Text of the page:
Q&A: Nayrouz Abouzid, Publisher & Editor in Chief of Alter Ego Magazine

If you don’t know Nayrouz Abouzid than you have been hiding under a rock for the past ten years.

When it comes to women entrepreneurs Nayrouz has blazed a trail for young ladies to follow. From starting her own magazine to closing it down to reopening, then to managing artists and being one of the first female club managers and promoters, Nayrouz now runs successful online magazine Alter Ego and her own public relations company Ego Communicate.


You’re one of the pioneers in the market in Egypt. How do you feel about your accomplishments so far?

For someone who works in the industry that I work in, I never feel like I’ve accomplished anything. It’s always a constant – and I’m not trying to be cliche, but it’s a constant struggle all the time. Also, this market… very rarely does it acknowledge your efforts, so it also creates a sense of insecurity sometimes… Of course I’m proud of certain things that I’ve done in my life, but in general, I never go around saying, ‘I’ve accomplished something’. I feel like I’m not yet there. The market’s so immature right now, you know, it needs so much growth.


Where do you see yourself in five years?

nayrouzsonWith another kid… maybe! I have one kid. And I would hope in Egypt, but I suspect that I won’t be here.



Yea, because I feel like I need to provide my son with a very stable and… good education and I don’t feel like I can still get it here, you know. The country is going through such a huge shift that I don’t feel like my son would be able to really learn the things that I learned when I was in Italy for a long time. Maybe I’m wrong.


How do you find the work/life balance and what advice would you give to other working mamas?

nayrouz3Marry a good guy. That’s my advice, really. I was lucky – and anyone who knows my husband will know that this guy is like, seriously, one of the best, most supportive husbands ever. He’s an artist. Also, his lifestyle is very different than mine. He works at night, I work in the morning, so that kind of helps us take shifts with my son. He’s also very supportive of what I do. He met me when I was doing everything, so he understands exactly what my lifestyle is. I think the main thing is to marry or partner up with someone who appreciates your efforts.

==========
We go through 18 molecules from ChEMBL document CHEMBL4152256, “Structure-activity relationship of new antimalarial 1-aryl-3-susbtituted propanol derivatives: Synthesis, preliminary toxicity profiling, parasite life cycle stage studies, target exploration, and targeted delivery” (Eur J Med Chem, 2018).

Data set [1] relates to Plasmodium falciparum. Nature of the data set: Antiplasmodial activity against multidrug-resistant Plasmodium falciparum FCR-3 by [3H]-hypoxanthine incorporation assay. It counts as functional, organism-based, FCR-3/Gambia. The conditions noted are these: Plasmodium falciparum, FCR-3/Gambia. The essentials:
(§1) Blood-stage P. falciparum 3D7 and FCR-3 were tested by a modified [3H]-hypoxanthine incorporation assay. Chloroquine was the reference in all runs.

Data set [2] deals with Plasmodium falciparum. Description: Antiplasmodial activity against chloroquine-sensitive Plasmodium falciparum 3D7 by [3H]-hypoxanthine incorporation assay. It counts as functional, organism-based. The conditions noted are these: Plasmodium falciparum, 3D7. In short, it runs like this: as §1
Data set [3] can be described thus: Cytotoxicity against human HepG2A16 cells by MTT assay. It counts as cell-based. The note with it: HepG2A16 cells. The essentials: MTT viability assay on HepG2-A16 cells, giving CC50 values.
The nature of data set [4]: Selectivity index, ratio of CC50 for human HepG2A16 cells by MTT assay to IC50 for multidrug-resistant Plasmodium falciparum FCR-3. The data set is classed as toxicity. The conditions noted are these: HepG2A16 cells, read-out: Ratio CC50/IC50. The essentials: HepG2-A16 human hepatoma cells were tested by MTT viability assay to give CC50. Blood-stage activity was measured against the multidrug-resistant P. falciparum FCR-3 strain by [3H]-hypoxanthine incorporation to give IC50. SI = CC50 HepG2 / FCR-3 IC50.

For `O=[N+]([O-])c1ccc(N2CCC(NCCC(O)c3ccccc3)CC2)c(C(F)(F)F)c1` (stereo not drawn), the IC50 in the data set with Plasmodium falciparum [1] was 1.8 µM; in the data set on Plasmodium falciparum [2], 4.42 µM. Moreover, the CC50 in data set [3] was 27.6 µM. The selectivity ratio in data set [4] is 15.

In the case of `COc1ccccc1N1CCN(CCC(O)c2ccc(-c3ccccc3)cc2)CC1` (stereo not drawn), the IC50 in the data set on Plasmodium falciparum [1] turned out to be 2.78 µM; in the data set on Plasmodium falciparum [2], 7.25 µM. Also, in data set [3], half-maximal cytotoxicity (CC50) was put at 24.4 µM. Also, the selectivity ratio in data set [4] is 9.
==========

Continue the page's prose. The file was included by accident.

In your career you’ve come across some pitfalls. What did you tell yourself in your lowest moments?

Every single time – you can ask Sherry this – every single time I went through a downfall in my career, and I’ve went through many, the first thing I told myself is, ‘I’m accountable for my mistake.’ And the second thing I said is, ‘I shouldn’t trust everyone so much.’ In the business world, where money and power and credit are involved… you will see this with many business people who will always have a story to tell, that something happened that wasn’t predicted. It was an unpredictable situation. And I don’t want to be too negative about this, but usually, you can’t really control people’s behavior and so you shouldn’t trust people 100%. Get your lawyer and get your stuff done right so that you can actually work freely, feeling liberated and feeling like you’re not under a constant threat of being ripped off.


You just spoke at a panel about women entrepreneurs and much of the discussion was about challenges. What are the benefits of being a female business woman?

Listen, women are hot, okay. They take care of themselves. Presentability, especially in my industry, is very very important… In general, women are more persuasive… and they’re good to look at and they’re better talkers, usually, than men. Men get to the point. Women like to tell stories and when you’re working in the sales, magazine, sort of advertising industry, a woman is usually a better seller than men… Usually.


(L-R) Nayrouz Abouzid, Alter Ego; Heather Henyon, Balthazar Capital; Heba Gamal, Endeavor; Linda Mason, Mercy Corps; Dalia Al-Saied, StartUp Cup
(L-R) Nayrouz Abouzid, Alter Ego; Heather Henyon, Balthazar Capital; Heba Gamal, Endeavor; Linda Mason, Mercy Corps; Dalia Al-Saied, StartUp Cup


Another topic was managerial styles – how female bosses tend to be more nurturing, although some women prefer to take a more masculine, aggressive role. How are you like as a boss?

I’m both. I’m both. Like if you ask anybody who’s worked with me, I have a very sort of emotional aspect where, okay, you know what, I’ll forgive you. Okay, you know what, another chance. And I give 20 chances. And there are times when… especially when it’s linked to ethics – work ethics and ethics in general – honesty is very very important for me and that’s where I get very aggressive. So when I feel like I’m working with people who are not honest, I become extremely harsh and I cut them off completely and I act like “a man”.


Any last words of advice for young female entrepreneurs?

Please make your business yours… This is all I’ve learned in the past 10 years. Make sure nobody takes your business, and when they do, build another one. And make sure nobody’s involved in that business. And the second thing is: learn. Learning is good. Sometimes work for free because it’s a great experience for you and try out things and accept criticism. Because I feel like a lot of the young people who graduate feel like they have a sense of self-entitlement. They’re constantly like, ‘I can be a manager’, ‘I can start up a company’. No you can’t, actually. No, you need to learn, research, educate yourself and then do your thing.


WE SAID THIS: Follow Nayrouz on Twitter @Nayrouz_Abouzid.